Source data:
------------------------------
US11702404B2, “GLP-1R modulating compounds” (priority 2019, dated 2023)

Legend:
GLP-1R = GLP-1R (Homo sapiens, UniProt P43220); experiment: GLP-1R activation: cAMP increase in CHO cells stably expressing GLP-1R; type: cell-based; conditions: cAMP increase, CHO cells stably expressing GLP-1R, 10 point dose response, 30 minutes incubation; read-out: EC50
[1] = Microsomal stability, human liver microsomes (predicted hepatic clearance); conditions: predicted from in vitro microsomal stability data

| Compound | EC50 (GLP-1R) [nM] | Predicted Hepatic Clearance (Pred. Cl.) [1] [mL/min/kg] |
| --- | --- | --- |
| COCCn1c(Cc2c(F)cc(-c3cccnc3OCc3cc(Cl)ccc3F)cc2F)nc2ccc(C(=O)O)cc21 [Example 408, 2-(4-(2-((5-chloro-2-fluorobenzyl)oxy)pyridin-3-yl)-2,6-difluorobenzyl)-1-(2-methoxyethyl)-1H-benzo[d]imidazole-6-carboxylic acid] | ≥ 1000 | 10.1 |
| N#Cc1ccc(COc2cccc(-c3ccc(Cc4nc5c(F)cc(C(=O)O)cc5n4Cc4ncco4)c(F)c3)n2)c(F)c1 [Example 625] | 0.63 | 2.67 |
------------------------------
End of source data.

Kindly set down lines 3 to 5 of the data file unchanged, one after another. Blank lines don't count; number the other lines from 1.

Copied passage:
GLP-1R = GLP-1R (Homo sapiens, UniProt P43220); experiment: GLP-1R activation: cAMP increase in CHO cells stably expressing GLP-1R; type: cell-based; conditions: cAMP increase, CHO cells stably expressing GLP-1R, 10 point dose response, 30 minutes incubation; read-out: EC50
[1] = Microsomal stability, human liver microsomes (predicted hepatic clearance); conditions: predicted from in vitro microsomal stability data

| Compound | EC50 (GLP-1R) [nM] | Predicted Hepatic Clearance (Pred. Cl.) [1] [mL/min/kg] |